We are delighted to announce the new titles to be supported by the Scots Language Publication Grant. The Scots Language Publication Grant provides assistance for publishing new work (including translated texts), reprinting existing historical or culturally significant work, and also effective marketing and promotion of existing and new work.
Animal Fairm – Luath Press
By George Orwell, edited by Thomas Clark
This will be the first translation into Scots of Animal Farm or any other book by George Orwell.
Animal Farm in Scots will fit well with Luath Press’ recent Animal Farm in Gaelic, translated by Angus Peter Campbell, and with the recently published novel Barnhill, based primarily on Orwell’s time on the Isle of Jura writing Nineteen Eighty-Four. It was the income from sales of Animal Farm that enabled him to escape post-war London to write one of the most significant political novels of the 20th or any century.Originally published as Animal Farm: A Fairy Story in 1945, this is a novel that appeals to both children and adults. It will be particularly suitable for Scots learners whether or not they are familiar with the book in English.
‘We are very confident that Thomas Clark will create a superb rendering of the book in Scots, and that Orwell himself would have approved given his comments on Scottish linguistic culture.’ – Luath Press
Birds and Beasties: Scots Poems for Bairns (working title) – Itchy Coo / Black & White Publishing Ltd
By J.K. Annand, edited by Matthew Fitt and James Robertson
First published in three slim volumes in the 1960s and 1970s, J.K. Annand’s bairn rhymes have been well-loved for generations. They are written in a classical but colloquial Scots that is easily accessible and thoroughly entertaining. The rights to J.K. Annand’s work are held by Dictionaries of the Scots Language, and Itchy Coo will be working with DSL to produce a new selection of his bairn rhymes, with a contemporary design and new illustrations to accompany the text.
‘We’re delighted to be able to publish a brand new edition of JK Annand’s brilliant poems in Scots, made possible thanks to the invaluable support of a Scots Publication Grant. It’s a book that will entertain, educate and delight Scots readers.’ – Itchy Coo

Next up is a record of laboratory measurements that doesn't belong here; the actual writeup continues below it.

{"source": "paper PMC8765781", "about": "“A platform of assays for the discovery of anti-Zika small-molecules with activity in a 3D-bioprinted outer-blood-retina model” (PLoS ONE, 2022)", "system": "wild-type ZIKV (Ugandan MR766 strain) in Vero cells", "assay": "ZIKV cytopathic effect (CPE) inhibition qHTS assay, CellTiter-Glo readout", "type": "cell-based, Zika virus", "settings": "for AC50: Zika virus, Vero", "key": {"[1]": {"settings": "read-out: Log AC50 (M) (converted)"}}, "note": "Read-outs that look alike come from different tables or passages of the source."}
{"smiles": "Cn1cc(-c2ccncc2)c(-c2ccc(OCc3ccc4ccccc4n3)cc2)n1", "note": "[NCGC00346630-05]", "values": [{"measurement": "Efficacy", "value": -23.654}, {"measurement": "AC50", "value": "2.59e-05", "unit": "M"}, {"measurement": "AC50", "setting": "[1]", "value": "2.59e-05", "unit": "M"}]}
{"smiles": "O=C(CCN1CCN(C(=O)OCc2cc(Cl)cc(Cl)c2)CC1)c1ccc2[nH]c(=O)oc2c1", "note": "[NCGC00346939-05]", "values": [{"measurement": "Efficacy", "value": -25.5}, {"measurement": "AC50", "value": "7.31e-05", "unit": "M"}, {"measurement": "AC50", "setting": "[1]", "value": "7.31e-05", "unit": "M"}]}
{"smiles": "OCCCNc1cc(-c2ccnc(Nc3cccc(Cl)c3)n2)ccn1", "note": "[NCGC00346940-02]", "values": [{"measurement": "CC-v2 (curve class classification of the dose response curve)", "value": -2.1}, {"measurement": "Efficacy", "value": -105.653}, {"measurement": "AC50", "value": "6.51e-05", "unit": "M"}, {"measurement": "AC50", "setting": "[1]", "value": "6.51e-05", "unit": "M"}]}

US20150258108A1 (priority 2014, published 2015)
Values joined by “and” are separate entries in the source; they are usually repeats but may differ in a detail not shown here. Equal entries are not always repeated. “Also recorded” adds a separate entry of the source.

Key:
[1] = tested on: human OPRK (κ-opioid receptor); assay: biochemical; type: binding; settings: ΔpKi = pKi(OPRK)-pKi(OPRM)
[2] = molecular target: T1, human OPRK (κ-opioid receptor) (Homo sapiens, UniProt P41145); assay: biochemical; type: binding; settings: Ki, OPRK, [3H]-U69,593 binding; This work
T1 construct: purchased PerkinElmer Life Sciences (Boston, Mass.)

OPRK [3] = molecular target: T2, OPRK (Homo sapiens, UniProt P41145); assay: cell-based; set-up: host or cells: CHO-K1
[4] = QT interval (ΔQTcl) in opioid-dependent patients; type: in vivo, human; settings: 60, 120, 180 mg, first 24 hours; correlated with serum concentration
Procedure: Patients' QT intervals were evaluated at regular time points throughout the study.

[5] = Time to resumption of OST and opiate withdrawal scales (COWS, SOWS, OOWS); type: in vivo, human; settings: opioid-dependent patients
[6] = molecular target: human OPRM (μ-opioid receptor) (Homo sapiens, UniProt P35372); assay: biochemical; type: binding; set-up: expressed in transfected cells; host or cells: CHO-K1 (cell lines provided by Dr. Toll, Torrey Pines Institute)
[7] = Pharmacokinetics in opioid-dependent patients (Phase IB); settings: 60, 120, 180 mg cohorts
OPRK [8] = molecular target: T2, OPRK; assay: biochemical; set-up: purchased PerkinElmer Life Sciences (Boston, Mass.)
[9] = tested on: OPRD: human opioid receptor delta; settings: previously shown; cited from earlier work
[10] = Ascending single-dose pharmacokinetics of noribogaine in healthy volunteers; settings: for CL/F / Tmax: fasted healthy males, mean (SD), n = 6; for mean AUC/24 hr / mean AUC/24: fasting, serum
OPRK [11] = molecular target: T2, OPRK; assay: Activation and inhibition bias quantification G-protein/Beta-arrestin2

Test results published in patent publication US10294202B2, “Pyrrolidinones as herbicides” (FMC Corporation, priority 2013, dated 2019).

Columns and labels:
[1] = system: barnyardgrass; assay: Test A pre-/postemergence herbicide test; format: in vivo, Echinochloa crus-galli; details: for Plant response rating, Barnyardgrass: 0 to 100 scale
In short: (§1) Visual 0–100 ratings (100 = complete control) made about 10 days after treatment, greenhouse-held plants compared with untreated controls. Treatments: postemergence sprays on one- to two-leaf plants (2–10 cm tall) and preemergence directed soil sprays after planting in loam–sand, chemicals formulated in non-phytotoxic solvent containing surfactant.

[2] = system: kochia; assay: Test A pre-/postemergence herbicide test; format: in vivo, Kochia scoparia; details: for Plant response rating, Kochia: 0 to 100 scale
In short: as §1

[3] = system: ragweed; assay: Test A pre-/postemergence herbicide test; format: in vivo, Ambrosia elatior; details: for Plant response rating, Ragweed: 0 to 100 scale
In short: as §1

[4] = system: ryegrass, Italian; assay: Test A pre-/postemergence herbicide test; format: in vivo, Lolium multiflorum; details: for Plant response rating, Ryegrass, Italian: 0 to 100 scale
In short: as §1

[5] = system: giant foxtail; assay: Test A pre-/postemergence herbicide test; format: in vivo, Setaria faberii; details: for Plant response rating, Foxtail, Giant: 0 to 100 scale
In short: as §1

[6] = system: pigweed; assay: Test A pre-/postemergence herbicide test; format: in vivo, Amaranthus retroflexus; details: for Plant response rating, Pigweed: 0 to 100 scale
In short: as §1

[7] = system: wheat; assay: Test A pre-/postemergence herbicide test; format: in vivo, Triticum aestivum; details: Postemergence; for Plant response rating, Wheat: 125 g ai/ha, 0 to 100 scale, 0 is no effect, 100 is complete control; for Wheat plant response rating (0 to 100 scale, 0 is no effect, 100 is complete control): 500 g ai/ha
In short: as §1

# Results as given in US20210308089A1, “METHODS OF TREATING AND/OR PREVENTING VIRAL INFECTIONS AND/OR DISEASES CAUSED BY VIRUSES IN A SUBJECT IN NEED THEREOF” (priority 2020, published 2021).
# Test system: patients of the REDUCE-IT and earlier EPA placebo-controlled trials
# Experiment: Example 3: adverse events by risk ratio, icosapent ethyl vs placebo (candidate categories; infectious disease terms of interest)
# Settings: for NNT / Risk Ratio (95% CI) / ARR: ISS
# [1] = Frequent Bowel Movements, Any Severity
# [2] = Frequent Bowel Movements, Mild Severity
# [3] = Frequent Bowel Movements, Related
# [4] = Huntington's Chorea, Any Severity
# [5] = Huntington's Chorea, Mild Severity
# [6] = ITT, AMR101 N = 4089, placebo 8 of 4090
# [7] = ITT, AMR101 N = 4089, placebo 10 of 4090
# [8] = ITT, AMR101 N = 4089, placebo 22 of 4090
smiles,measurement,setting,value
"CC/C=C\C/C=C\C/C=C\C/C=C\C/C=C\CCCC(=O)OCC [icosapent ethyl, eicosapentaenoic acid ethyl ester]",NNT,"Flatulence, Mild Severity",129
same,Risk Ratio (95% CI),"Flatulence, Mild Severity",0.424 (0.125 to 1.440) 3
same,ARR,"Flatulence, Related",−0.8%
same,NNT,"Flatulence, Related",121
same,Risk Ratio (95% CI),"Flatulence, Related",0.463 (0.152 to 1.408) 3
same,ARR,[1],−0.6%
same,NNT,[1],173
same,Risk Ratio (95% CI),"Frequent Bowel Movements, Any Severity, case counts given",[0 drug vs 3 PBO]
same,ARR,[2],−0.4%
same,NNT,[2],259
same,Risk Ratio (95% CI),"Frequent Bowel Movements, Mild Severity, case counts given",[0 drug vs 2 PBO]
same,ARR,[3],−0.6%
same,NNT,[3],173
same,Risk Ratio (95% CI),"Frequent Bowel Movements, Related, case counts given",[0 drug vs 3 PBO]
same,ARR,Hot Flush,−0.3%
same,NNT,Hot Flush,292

‘Itchy Coo’s philosophy and purpose is biggit on the work done by great Scots makars in the past, J.K. (James King) Annand amang them. He wis an editor, translator and poet, and it’s braw tae be bringin his bairn rhymes back into prent as pairt o the Itchy Coo leet.’ – Matthew Fitt and James Robertson
Cedric the Flapper Skate – Doric Books CIC
By Jackie Ross
Cedric the Flapper Skate is a picture book which tells the life story of a particular flapper skate and shares factual information about this critically endangered species. The idea for the book evolved from a discussion with a member of staff from Macduff Marine Aquarium who attended one of Jackie’s storytelling sessions. The book will be written entirely in North-East Scots, with a glossary. An audio recording of the book and an English translation will be available on Doric Books CIC website to assist those who are not fluent Doric speakers to engage more meaningfully with the text.
‘Doric Books are fair trickit tae get iss grant tae help us publish Cedric – we wint aabody tae learn mair aboot flapper skates an think aboot foo we can luik efter aa e craturs in oor Scottish seas.’ – Doric Books
‘I canna wyte tae hae Cedric’s story in print sae fowk can read aboot him an houpfully wint tae fin oot mair aboot foo tae help aa e endangered species richt here in Scotland.’ – Jackie Ross
Da Hametrowe Almanac Vol. 1: Voar – Gaada
By Roseanne Watt and Marjolein Robertson
Da Hametrowe Almanac is a series of four publications that bring together a compendium of Shetland’s natural lore, wisdom, legends and calendar customs. The first volume is titled ‘Voar’, the Shaetlan word for spring and the work pertaining to this time. ‘Voar’ delves into the crofting heritage of Shetland, with a thematic focus on earth, memory and renewal.
‘Gaada is incredibly excited to have the opportunity to work with two very talented writers of contemporary Shaetlan and develop this community beach-comb of experimental writing in Shetland dialect.’ – Daniel Clark, Gaada
‘It’s been a lang-spak dream o wirs tae hae aa dese frøtts an lerdom browt tagidder in a new book. Joost dat blyde an grateful tae Scottish Book Trust an Gaada fir dir support; we canna wait tae git started wi it.’ – Roseanne Watt
‘To write this in our mother tongue allows for the descriptions, names and stories to come across in their truth and hopefully encourage the continued use of dialect in our home.’ – Marjolein Robertson
Liberties – Rymour Books
By Peter Bennett